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US Preventive Services Task Force. Guide to Clinical Preventive Services: Periodic Updates [Internet]. 3rd edition. Rockville (MD): Agency for Healthcare Research and Quality (US); 2002-.

  • This publication is provided for historical reference only and the information may be out of date.

This publication is provided for historical reference only and the information may be out of date.

Cover of Guide to Clinical Preventive Services

Guide to Clinical Preventive Services: Periodic Updates [Internet]. 3rd edition.

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Scientific Evidence

Epidemiology and Clinical Consequences

Consuming a healthy diet is associated with lower risks for chronic disease morbidity and mortality. Four of the 10 leading causes of death—coronary heart disease, some types of cancer, stroke, and type 2 diabetes—are associated with unhealthy diets.2 The relationships between dietary patterns and health outcomes have been examined in a wide range of observational studies and randomized trials with patients at risk for diet‐related chronic disease. The majority of studies show that people consuming diets that are low in fat, saturated fat, trans‐fatty acids, and cholesterol and high in fruits, vegetables, and whole grain products containing fiber have lower rates of morbidity and mortality from coronary heart disease, and possibly several forms of cancer. In addition, one needs to balance calories with physical activity to maintain a healthy weight. The Dietary Guidelines for Americans18 recommend 3 to 5 daily servings of vegetables and vegetable juices, 2 to 4 daily servings of fruits and fruit juices, and 6 to 11 daily servings of grain products, depending on caloric needs. In addition, they recommend a diet that contains less than 10 percent of calories from saturated fat, no more than 30 percent of calories from total fat, and limited consumption of trans‐fatty acids.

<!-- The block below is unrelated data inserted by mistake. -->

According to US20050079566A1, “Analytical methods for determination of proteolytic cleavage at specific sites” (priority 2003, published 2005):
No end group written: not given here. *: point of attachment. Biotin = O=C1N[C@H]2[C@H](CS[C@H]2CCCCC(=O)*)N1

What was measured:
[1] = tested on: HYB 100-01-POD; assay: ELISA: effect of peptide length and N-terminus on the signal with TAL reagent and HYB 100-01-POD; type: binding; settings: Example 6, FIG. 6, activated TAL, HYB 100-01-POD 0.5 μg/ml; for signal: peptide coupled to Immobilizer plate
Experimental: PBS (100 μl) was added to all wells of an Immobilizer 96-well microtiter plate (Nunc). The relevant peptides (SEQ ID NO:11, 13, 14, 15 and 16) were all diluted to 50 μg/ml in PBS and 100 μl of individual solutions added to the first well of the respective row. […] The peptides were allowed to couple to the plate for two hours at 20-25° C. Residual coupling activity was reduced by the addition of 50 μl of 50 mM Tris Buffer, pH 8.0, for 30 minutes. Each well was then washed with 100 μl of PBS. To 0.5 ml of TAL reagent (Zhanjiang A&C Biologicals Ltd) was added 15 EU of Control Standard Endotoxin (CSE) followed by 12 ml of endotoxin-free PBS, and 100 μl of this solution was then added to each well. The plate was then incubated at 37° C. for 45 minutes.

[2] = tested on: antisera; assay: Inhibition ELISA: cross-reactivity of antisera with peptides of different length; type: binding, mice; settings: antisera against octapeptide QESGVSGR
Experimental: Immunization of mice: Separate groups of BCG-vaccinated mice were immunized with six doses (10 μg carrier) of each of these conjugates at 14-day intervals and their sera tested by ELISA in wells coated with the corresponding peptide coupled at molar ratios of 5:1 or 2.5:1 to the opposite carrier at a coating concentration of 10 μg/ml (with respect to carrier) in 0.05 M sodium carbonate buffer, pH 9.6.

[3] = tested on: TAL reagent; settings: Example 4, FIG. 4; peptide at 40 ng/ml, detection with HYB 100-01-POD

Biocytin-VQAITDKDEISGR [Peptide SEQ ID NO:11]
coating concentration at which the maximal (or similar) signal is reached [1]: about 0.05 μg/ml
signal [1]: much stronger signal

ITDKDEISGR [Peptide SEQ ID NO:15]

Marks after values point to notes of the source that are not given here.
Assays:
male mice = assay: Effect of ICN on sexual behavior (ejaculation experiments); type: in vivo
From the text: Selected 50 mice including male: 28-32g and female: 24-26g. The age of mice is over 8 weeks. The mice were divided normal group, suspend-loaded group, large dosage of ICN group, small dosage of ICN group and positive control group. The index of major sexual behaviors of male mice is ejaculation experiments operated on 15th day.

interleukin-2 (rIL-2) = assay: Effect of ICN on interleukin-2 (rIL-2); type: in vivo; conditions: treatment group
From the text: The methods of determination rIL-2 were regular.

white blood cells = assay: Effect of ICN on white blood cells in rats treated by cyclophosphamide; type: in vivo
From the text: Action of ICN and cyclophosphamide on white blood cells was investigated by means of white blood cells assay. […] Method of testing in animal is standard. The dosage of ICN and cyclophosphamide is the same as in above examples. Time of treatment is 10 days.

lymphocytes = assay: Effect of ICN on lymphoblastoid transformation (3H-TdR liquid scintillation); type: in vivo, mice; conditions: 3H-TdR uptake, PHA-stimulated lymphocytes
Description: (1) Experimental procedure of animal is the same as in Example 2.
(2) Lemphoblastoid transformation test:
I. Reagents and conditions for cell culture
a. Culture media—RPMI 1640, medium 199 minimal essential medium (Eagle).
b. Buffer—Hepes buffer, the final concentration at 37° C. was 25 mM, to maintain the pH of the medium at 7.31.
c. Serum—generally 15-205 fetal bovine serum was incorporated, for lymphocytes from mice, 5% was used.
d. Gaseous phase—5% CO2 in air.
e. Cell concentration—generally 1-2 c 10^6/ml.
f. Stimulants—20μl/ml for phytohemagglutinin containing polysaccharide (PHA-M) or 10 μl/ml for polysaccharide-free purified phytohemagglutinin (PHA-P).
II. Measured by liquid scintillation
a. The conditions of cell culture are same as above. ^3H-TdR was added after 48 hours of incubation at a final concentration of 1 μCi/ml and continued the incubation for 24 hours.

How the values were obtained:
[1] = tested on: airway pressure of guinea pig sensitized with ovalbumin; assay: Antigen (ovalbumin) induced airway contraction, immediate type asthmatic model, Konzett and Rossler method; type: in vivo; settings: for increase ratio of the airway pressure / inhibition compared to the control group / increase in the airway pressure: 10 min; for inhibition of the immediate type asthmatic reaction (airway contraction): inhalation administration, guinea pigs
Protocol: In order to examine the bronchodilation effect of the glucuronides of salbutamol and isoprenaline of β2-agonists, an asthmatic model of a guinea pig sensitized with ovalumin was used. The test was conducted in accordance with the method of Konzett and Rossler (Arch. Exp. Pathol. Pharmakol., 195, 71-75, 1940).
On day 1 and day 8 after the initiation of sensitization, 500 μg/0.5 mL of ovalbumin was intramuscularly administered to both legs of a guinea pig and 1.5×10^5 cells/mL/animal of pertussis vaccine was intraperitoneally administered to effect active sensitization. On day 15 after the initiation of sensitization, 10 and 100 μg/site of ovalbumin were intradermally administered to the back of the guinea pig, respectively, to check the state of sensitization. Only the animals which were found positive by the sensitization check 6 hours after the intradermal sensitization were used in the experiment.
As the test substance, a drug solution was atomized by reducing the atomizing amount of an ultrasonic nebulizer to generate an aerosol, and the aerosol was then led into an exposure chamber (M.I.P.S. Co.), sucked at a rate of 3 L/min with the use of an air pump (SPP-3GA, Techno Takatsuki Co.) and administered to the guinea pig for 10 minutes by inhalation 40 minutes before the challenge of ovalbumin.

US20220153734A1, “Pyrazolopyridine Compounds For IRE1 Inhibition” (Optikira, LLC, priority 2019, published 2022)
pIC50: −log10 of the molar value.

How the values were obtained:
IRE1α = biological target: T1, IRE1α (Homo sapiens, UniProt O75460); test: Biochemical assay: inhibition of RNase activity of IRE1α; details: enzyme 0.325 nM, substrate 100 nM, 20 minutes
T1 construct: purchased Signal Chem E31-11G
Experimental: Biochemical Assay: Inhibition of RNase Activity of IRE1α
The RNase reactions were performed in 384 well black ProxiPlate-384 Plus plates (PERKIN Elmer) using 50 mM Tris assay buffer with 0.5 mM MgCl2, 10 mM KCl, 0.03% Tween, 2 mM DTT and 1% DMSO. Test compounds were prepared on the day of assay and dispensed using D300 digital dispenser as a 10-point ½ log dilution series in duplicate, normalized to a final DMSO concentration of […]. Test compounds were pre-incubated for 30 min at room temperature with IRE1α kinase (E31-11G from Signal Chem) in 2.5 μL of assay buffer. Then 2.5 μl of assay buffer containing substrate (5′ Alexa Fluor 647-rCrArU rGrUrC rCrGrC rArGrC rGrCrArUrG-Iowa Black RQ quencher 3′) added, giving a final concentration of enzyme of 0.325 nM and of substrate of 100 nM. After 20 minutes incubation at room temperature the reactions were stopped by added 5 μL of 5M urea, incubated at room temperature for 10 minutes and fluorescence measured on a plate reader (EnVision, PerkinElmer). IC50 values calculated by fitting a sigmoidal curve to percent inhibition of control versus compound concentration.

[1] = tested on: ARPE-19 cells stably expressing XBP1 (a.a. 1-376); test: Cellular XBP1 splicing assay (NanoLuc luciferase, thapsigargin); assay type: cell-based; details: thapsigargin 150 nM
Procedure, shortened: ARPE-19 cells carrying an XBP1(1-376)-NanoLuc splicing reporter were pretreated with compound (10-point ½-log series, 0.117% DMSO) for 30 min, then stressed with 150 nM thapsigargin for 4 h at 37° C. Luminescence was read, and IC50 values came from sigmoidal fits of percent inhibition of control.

Despite well‐established benefits of consuming a healthy diet, more than 80 percent of Americans of all ages eat fewer than the recommended number of daily servings of fruit, vegetables, and grain products and more than the recommended proportions of daily calories from saturated fat and total fat.19 In 1994‐96, 28 percent of people aged 2 years and older consumed at least two daily servings of fruit, 49 percent consumed at least three daily servings of vegetables, 51 percent consumed at least six daily servings of grain products, 36 percent consumed less than 10 percent of daily calories from saturated fat, and 33 percent consumed 30 percent or less of daily calories from total fat.19

Dietary counseling practices of primary care clinicians indicate limited attention to diet modification. In a 1999‐2000 survey of U.S. adults, 33 percent of respondents reported past year physician advice to eat more fruits and vegetables, and 29 percent reported similar advice to reduce dietary fat.20 In another recent survey, 25 percent of adult patients from four community based group family medicine clinics indicated that their physicians had advised them to limit or reduce the amount of fat in their diets.21